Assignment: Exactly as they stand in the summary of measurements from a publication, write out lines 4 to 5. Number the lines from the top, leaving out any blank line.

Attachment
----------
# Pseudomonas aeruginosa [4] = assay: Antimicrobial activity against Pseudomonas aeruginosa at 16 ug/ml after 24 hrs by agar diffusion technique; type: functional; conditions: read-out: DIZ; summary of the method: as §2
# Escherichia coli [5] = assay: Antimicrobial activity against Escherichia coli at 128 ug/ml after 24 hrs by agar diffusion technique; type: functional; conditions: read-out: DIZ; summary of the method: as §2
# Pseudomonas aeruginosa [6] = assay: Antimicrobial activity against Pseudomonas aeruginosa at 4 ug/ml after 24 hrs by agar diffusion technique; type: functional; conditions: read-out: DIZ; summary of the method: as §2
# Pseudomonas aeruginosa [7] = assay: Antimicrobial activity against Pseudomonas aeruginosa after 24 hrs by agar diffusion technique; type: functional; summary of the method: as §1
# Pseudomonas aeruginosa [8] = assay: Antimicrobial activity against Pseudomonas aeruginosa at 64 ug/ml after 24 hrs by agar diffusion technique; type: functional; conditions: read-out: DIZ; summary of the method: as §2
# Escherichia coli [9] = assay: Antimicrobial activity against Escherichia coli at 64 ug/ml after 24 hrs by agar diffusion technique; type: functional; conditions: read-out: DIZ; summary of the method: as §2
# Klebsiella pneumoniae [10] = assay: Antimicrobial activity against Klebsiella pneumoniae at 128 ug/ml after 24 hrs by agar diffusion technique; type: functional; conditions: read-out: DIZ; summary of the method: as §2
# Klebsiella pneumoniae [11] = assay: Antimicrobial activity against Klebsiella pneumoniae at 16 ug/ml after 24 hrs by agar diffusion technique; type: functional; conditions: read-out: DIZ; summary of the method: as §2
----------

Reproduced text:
# Pseudomonas aeruginosa [7] = assay: Antimicrobial activity against Pseudomonas aeruginosa after 24 hrs by agar diffusion technique; type: functional; summary of the method: as §1
# Pseudomonas aeruginosa [8] = assay: Antimicrobial activity against Pseudomonas aeruginosa at 64 ug/ml after 24 hrs by agar diffusion technique; type: functional; conditions: read-out: DIZ; summary of the method: as §2